As a leader of the local community, Chairman Amin bans every kind of image in his water-locked village in rural Bangladesh. He even goes on to claim that imagination is also sinful since it gives one the license to infiltrate into any prohibited territory. But change is a desperate wind that is difficult to resist by shutting the window. The tension between this traditional window and modern wind grows to such an extent that it starts to leave a ripple effect on the lives of a group of typically colorful, eccentric, and emotional people living in that village. But at the very end of the film, Television, which he hated so much, comes to the rescue and helps Chairman Amin reach a transcendental state where he and his God are unified. A new twist to the story makes him embrace IMAGE and IMAGINATION Read More »
Tag Archives: Bengali
Ranjit is a young man who has been assured a lucrative job in an Indo-British firm by a family friend. All he has to do is turn up for the interview dressed in a western-style suit. As luck would have it, all city laundries are on strike that morning, and his only suit is dirty. The film is a frantic search for a new suit to be borrowed from any of his friends, to make it in time for the interview. Read More »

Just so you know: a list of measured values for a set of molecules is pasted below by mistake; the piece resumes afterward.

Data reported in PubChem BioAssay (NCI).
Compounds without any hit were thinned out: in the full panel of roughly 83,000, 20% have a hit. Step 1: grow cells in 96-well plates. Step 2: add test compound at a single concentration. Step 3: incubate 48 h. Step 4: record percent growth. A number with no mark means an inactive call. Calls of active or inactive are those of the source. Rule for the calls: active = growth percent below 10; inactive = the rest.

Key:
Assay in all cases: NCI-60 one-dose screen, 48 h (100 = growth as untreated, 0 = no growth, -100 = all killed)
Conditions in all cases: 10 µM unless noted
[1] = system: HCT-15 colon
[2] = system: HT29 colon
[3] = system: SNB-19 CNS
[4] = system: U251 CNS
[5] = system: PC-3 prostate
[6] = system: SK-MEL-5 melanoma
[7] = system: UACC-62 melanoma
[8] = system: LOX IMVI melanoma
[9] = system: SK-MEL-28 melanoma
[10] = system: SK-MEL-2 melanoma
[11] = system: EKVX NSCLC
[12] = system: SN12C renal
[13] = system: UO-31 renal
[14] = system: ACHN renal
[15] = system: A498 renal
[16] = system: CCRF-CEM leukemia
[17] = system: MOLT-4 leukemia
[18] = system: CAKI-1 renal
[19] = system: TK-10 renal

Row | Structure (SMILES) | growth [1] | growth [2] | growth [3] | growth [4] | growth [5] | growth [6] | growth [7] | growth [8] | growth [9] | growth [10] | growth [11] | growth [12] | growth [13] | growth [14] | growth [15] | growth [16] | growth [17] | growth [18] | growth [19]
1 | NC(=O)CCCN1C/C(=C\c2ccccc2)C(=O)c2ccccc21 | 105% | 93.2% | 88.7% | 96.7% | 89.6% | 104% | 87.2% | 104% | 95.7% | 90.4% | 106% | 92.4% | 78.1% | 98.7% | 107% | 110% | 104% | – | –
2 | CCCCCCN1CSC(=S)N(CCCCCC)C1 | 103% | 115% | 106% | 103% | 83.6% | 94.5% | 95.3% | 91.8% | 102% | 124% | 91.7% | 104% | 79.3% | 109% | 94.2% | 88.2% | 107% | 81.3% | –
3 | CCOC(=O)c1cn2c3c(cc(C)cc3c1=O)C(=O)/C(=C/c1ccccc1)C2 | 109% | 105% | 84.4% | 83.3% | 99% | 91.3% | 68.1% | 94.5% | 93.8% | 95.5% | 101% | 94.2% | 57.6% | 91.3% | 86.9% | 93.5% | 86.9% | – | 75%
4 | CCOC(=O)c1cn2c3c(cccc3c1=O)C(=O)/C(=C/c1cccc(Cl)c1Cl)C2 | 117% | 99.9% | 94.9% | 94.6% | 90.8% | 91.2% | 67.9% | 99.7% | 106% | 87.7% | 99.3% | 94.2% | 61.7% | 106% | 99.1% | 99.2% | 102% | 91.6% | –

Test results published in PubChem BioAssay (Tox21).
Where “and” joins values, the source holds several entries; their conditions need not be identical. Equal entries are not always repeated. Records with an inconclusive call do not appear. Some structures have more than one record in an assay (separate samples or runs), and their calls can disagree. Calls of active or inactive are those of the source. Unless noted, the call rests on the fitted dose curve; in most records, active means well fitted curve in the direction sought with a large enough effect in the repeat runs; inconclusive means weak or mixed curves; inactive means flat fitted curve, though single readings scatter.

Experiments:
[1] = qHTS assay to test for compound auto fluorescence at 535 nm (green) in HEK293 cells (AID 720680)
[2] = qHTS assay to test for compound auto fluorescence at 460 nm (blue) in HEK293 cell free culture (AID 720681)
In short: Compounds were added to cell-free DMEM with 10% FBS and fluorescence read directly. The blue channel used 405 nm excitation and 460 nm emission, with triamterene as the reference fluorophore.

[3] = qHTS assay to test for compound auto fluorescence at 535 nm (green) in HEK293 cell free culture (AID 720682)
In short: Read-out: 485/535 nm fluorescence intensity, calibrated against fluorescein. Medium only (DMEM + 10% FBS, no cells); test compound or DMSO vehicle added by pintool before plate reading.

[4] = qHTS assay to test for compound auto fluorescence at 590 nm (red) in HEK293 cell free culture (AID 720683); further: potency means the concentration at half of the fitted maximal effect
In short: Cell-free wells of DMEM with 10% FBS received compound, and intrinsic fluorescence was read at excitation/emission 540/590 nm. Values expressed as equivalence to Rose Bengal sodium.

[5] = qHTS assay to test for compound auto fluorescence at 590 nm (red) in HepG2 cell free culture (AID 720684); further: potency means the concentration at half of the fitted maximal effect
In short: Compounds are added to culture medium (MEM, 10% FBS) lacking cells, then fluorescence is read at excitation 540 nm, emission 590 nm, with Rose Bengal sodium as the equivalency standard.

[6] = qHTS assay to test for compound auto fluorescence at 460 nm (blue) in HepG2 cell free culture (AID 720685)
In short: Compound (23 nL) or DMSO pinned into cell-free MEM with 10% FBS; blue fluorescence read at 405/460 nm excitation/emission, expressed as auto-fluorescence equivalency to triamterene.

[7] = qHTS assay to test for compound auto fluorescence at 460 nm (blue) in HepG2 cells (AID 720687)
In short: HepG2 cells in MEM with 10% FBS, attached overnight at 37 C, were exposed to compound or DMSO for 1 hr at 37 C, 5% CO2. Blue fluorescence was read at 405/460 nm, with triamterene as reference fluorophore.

Through the microcosmic perspectivising of a group of devoted and uncompromising IPTA workers, Ghatak with his signature style touches on varied issues of partition, idealism, corruption, the interdependence of art and life, the scope of art, and class-struggle. Read More »
A movie about making a movie. A young, idealistic director arrives in a village to make a picture set during the Great Bengal Famine. It’s a film that he hopes will reveal the problems and privations still current in rural India.
National Award 1981 – Golden Lotus (Best Film)
Berlin Film Festival 1981 – Silver Bear. Read More »
Shimu, 23, works in a clothing factory in Dhaka, Bangladesh. Faced with difficult conditions at work, she decides to start a union with her co-workers. Despite threats from the management and disapproval of her husband, Shimu is determined to go on. Together the women must fight and find a way. Read More »
Amar Lenin is a 1970 black and white documentary film directed by film director Ritwik Ghatak made for Government of West Bengal in the centenary year (1970) of the birth of Vladimir Lenin.
After making the film, countries such as the Soviet Union and the People’s Republic of Poland approached Ritwik Ghatak for him to show the movie in those countries. However, issues arose with the National Film Censorship Board of India which did not approve of the movie and banned it in India. Ghatak and his team had to work hard to have the movie passed by the censorship board. Ritwik Ghatak personally met with Indira Gandhi on this matter. Read More »
A young boy becomes a target for crooks, after he claims to remember his past life and mentions precious jewels in a golden fortress. Read More »